By Matthew Rothschild on February 27, 2013

The Executive Branch just got more freedom to spy on us after the Supreme Court threw out a challenge Tuesday to the FISA amendments.

Under those amendments to the Foreign Intelligence Surveillance Act, the government can spy on our phone calls, e-mails, messages and Skyping whenever we're overseas or talking to someone overseas.

The government doesn't need to get a warrant to do this, and it doesn't ever need to tell us that it's been targeting us.

It's an obvious affront to the Fourth Amendment, but not according to Samuel Alito and the four other conservative justices on the Court.

They ruled, in a classic Catch-22, that since the lawyers and journalists who were suing the government couldn't prove that they were being spied on, they didn't have standing to bring their case.

Of course, they couldn't prove it because the government, by law now, doesn't have to reveal who it's spying on.

As a result, it's going to be all but impossible to ever challenge this law in court.

"It's a disturbing decision," said ACLU Deputy Legal Director Jameel Jaffer, who argued the case before the justices on October 29. "The FISA Amendments Act is a sweeping surveillance statute with far-reaching implications for Americans' privacy. This ruling insulates the statute from meaningful judicial review and leaves Americans' privacy rights to the mercy of the political branches."

So now the CIA and the NSA and the President can merrily spy on us without fear that a court is going to tell them to stop.

And since Congress has refused to stop them, we, as so-called American citizens, have seen our rights shredded once again.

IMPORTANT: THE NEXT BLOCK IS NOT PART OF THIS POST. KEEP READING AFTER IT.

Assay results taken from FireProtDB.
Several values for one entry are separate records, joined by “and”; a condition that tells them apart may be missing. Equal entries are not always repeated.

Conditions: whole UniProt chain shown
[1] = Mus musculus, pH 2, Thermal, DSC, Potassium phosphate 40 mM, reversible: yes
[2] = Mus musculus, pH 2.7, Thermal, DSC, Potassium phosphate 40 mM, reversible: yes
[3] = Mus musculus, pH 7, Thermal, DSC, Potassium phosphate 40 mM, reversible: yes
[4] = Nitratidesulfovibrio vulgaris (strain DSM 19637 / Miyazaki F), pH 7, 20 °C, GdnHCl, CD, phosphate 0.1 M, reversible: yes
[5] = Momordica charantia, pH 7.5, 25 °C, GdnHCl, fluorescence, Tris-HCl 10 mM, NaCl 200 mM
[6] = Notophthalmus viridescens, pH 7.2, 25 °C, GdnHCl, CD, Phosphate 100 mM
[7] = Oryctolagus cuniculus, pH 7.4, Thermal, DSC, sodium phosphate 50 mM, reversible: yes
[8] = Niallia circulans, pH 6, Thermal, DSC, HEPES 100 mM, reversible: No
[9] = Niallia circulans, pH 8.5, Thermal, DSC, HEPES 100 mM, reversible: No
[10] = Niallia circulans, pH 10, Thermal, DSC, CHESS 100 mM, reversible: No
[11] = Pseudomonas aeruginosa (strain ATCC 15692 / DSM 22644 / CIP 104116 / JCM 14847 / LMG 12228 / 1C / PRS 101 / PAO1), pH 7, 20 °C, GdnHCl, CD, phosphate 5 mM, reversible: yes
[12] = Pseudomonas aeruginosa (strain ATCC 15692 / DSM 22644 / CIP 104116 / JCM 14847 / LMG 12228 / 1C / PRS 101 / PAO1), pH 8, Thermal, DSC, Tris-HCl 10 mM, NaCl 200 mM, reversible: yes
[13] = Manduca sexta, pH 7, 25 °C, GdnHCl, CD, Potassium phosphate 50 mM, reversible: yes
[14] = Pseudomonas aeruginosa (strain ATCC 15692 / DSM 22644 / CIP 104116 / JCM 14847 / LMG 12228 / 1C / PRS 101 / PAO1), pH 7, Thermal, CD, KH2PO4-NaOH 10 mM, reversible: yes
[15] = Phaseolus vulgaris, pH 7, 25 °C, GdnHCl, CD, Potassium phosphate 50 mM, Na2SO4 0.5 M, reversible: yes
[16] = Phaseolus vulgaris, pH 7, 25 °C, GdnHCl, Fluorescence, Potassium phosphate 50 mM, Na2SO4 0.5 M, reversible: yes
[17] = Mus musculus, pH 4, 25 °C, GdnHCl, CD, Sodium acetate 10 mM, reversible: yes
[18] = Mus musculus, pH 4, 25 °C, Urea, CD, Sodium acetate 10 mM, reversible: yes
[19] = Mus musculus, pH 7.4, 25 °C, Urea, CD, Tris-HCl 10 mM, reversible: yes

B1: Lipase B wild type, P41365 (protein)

If you liked this story by Matthew Rothschild, the editor of The Progressive magazine, check out his story "The Supreme Court's Push to Lift Campaign Limits."

Follow Matthew Rothschild @mattrothschild on Twitter.

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By Wendell Berry

Manifesto: The Mad Farmer Liberation Front

Love the quick profit, the annual raise,
vacation with pay. Want more 
of everything ready made. Be afraid 
to know your neighbors and to die.
And you will have a window in your head.
Not even your future will be a mystery 
any more. Your mind will be punched in a card 
and shut away in a little drawer.
When they want you to buy something 
they will call you. When they want you
to die for profit they will let you know. 
So, friends, every day do something
that won’t compute. Love the Lord. 
Love the world. Work for nothing. 
Take all that you have and be poor.
Love someone who does not deserve it. 
Denounce the government and embrace 
the flag. Hope to live in that free 
republic for which it stands. 
Give your approval to all you cannot
understand. Praise ignorance, for what man 
has not encountered he has not destroyed.
Ask the questions that have no answers. 
Invest in the millennium. Plant sequoias.
Say that your main crop is the forest
that you did not plant,
that you will not live to harvest.


Say that the leaves are harvested 
when they have rotted into the mold.
Call that profit. Prophesy such returns.
Put your faith in the two inches of humus 
that will build under the trees
every thousand years.
Listen to carrion—put your ear
close, and hear the faint chattering
of the songs that are to come. 
Expect the end of the world. Laugh. 
Laughter is immeasurable. Be joyful
though you have considered all the facts. 
So long as women do not go cheap 
for power, please women more than men.
Ask yourself: Will this satisfy 
a woman satisfied to bear a child?
Will this disturb the sleep 
of a woman near to giving birth? 
Go with your love to the fields.
Lie easy in the shade. Rest your head 
in her lap. Swear allegiance 
to what is nighest your thoughts.
As soon as the generals and the politicos 
can predict the motions of your mind, 
lose it. Leave it as a sign 
to mark the false trail, the way 
you didn’t go. Be like the fox 
who makes more tracks than necessary, 
some in the wrong direction.
Practice resurrection.

Wendell Berry is a poet, farmer, and environmentalist in Kentucky. This poem, first published in 1973, is reprinted by permission of the author and appears in his “New Collected Poems” (Counterpoint).


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